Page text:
Here are the simple steps to clean a 1951 Nikon S Rangefinder camera. I’ve read that the Nikon One and Nikon M are similar except for the Accessory shoe does not need to be removed on the S. Also the film advance knob does not need to be removed, but for cleaning, simple loosen the set screw and unscrew the knob (ccw)
remove rewind knob-1
remove rewind knob-2
remove shutter button guard
remove shutter speed dial
slow speed dial-1
slow speed dial-2
slow speed dial-3
remove body screws
top plate removed
slow speed cam
remove front plate
front plate removed
remove film plate
film plate removed
gear fell out
gear goes here
remove bottom plate
bottom plate removed
replace top plate/slow speed dial-1
replace top plate-2
The slow speed dial is not as complicated as it may seem. basically you need to clear that linkage with the cam as you re-assemble. It’s a fairly easy camera to work on except I’m not sure how to get at the shutter curtains for replacement.
Giving my 1937 Zeiss Ikon Contax II as best of a CLA (clean, lube, adjust) as I could without dismantling the mechanism itself, I doused with lighter fluid twice, avoiding the shutter slats, tapes and glue, which is fairly easy as, everything is on one side. then I oiled a few choice spots, avoiding escapements.
With the help from forum friends, I fixed a problem with the Infinity on the RF, the previous hacker put the longer screws on the RF side of the front plate and they were preventing the plano-convex lens from traveling all the way to the side.
I also removed foam light seals from the film back surround. originally there were no light seals (so I’ve read} around the camera back. The Kiev clones used Yak hair as a seal. I’m opting to use my smaller size black yarn just to be safe on this 80 year old camera.
I re-glued a loose flap of leatherette and cleaned with Meguiar’s leather foam. I touched up some rubbed off chrome on the top plate with my faux chrome plating kit.
Here are the steps to open it up, remove the shutter cage from the frame and clean. I did not disassemble the shutter mechanism itself, it is for experts and usually is not necessary to clean it.
remove rewind knob
rewind knob removed
remove body screws
remove winding lever center
remove advance knob
remove speed scale
remove single screw
lift off chrome top plate
frame counter disc
remove cast top plate
remove cast top plate
cast top removed
remove shutter cover
remove screw here
remove this rod-screw
lift out cradle
self timer lever
I use Zippo lighter fluid (any brand will do) for flushing and cleaning the gears and other parts. just be careful to keep the fluid off of the shutter curtain ribbons, they are glued on and could become unglued by the lighter fluid.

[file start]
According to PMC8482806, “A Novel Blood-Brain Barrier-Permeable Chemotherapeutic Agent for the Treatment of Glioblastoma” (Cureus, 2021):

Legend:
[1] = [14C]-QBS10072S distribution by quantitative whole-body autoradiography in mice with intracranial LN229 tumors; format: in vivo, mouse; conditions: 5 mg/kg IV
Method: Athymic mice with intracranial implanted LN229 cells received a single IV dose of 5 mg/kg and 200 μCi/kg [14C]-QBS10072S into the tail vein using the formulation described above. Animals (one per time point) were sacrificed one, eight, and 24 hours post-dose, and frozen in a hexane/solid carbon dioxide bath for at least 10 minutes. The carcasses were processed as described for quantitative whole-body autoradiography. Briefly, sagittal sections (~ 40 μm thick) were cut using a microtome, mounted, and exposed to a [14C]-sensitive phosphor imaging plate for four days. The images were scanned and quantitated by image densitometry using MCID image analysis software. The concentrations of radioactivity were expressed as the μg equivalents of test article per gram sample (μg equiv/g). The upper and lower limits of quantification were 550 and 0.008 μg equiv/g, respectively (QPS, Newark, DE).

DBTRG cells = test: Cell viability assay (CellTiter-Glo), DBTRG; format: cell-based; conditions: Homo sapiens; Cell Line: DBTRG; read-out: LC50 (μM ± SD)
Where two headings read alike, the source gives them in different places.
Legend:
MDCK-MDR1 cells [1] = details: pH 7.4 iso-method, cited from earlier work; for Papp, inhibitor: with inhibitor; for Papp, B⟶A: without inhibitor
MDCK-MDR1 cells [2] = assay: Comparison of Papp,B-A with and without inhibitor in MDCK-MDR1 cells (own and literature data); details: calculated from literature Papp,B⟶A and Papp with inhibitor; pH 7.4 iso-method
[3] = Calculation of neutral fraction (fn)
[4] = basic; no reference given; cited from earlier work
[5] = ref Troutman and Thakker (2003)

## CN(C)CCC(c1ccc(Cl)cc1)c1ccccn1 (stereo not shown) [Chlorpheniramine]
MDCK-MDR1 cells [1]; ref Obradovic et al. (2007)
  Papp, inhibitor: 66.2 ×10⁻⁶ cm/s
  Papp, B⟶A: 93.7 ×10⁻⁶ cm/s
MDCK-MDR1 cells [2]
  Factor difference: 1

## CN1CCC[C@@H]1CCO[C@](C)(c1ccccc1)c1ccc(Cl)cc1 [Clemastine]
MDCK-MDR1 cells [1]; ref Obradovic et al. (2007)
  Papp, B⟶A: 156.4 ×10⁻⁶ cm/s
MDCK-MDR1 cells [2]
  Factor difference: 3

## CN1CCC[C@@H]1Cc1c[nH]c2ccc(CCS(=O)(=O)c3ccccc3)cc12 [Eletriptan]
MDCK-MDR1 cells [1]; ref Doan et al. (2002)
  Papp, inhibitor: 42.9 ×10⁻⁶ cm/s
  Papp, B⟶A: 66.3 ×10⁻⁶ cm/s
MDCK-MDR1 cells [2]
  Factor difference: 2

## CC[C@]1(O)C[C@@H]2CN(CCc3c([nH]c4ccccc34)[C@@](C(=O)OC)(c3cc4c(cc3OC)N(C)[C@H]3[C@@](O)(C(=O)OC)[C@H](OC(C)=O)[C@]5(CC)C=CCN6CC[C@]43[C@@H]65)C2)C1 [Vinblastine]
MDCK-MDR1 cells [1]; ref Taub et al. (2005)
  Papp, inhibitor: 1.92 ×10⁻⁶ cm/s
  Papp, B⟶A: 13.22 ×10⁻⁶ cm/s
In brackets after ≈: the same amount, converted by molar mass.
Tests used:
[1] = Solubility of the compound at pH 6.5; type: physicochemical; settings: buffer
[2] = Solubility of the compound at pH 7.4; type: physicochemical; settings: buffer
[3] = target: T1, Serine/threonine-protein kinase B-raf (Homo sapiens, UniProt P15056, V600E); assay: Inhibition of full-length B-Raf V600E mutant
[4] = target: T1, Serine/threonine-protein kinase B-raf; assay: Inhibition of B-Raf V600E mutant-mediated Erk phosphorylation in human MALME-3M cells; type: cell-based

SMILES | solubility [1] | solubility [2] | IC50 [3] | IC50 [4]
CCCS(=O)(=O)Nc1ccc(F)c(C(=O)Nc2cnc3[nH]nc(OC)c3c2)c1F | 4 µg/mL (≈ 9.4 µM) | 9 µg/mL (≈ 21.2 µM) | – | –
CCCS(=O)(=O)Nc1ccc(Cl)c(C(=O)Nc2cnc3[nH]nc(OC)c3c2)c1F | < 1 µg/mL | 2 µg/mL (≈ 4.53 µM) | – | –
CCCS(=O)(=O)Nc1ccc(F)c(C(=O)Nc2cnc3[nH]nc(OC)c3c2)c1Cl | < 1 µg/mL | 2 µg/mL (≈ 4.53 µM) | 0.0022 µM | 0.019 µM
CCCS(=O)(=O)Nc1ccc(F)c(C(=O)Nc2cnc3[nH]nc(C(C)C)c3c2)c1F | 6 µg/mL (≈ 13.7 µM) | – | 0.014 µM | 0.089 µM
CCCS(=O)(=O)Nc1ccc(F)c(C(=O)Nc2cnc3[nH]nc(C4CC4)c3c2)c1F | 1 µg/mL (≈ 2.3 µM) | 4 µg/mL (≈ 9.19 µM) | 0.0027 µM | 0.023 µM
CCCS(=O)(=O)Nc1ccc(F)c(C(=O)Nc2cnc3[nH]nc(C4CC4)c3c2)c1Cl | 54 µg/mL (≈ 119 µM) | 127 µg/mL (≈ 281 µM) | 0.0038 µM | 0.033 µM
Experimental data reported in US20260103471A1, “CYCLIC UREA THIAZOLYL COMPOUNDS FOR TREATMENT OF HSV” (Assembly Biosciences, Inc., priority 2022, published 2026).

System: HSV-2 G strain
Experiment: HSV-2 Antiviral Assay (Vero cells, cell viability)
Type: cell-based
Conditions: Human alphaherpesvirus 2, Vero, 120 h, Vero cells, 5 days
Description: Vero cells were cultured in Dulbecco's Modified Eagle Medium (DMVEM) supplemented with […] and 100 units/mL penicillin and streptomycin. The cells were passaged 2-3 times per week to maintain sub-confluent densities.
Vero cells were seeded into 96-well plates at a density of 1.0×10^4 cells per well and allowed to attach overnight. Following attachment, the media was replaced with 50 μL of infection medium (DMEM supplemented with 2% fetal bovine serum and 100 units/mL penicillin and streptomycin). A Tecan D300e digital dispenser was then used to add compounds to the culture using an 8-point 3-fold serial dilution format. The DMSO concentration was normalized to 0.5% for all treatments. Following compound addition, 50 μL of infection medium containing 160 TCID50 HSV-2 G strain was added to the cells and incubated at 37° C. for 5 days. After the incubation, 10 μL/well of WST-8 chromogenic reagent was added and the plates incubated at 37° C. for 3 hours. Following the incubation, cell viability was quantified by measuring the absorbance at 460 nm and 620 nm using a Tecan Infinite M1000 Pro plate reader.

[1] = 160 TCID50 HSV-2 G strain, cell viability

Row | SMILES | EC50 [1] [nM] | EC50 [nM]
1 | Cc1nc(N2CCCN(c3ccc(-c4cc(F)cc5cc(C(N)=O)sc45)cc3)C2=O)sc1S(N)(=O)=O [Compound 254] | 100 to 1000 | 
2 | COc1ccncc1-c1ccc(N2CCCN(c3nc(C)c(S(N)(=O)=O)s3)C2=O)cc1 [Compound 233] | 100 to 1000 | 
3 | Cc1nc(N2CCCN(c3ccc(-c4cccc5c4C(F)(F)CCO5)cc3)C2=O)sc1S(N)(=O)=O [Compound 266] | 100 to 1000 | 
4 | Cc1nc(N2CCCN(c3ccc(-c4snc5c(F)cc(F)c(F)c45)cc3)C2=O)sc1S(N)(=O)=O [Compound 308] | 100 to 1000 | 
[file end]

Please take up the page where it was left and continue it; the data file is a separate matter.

For the oil, I use sewing machine oil. You can use watch oil or any light oil of that type. use very sparingly and never use it on the gears of the slow speed escapement.
The Leica lens, E. Leitz Wetzlar “Summar” 50mm (5cm) f/2 is notorious for having internal haze, clouding images sometimes giving a desired warmth called “Leica Glow”. Some desire it for using as a portrait lens or other such use as the effect is warranted.
Before I show you how I got my 1939 Leica Summar lens apart to clean the haze, I first cleaned some kind of dried gunk on the front element that resembled very bad cleaning marks.
I had seen it before on my former 1936 Summar and other people complaining about their’s calling it cleaning marks, so it must be a somewhat common thing. This time it was more crusty, uneven looking that led me to believe it wasn’t just the glass itself.
I looked at it with a loupe and could see it was raised, some kind of crust or crystallization. I scratched at it with my fingernail and sure enough it flaked slightly. Perhaps a buildup of years of cleaning fluid?
I knew conventional cleaning wouldn’t work so I tried the method for removing Fungus on a lens. A 50/50 mix of household Ammonia and Hydrogen Peroxide then rinse with tap water. It immediately started working, almost foaming around the edge where it was thickest.
I had to repeat twice, as is usual, but a nice clean outer lens now with just a few true cleaning marks.
Clean the interior haze
Now I must say, while searching for tutorials and methods of cleaning the haze, it was kind of confusing because it was rarely stated that, in fact, the front name plate is attached to the front ring and the element itself.
It was also stated several times to unscrew the front element right from the lens base and people were having trouble because it would just unscrew the front group. I came up with a way to easily remove the front element.
First unscrew the front lens group from the base, just above the aperture ring. Extent the lens tube fully so it won’t spin in the base and grasp the outer knurled ring and turn it counter-clockwise ‘ccw’ it should unscrew fairly easy.
Unscrew fully and remove from lens base.
NOW is the time to unscrew the set screw ‘ccw’ in the nameplate (red arrow) so it will separate from the front lens group. It’s tiny don’t loose it.
Now you need some kind of grip tool to aid in holding the front group housing while removing the front element. I used an electrical cable, about the same diameter as a pencil or slightly smaller but not too small.
not clear here but, the front lens group housing extends backwards with a nice metal tube to grab onto with your tool just behind the front element ring. Firmly grip your tool around the group housing and firmly grip the front ring and unscrew ‘ccw’.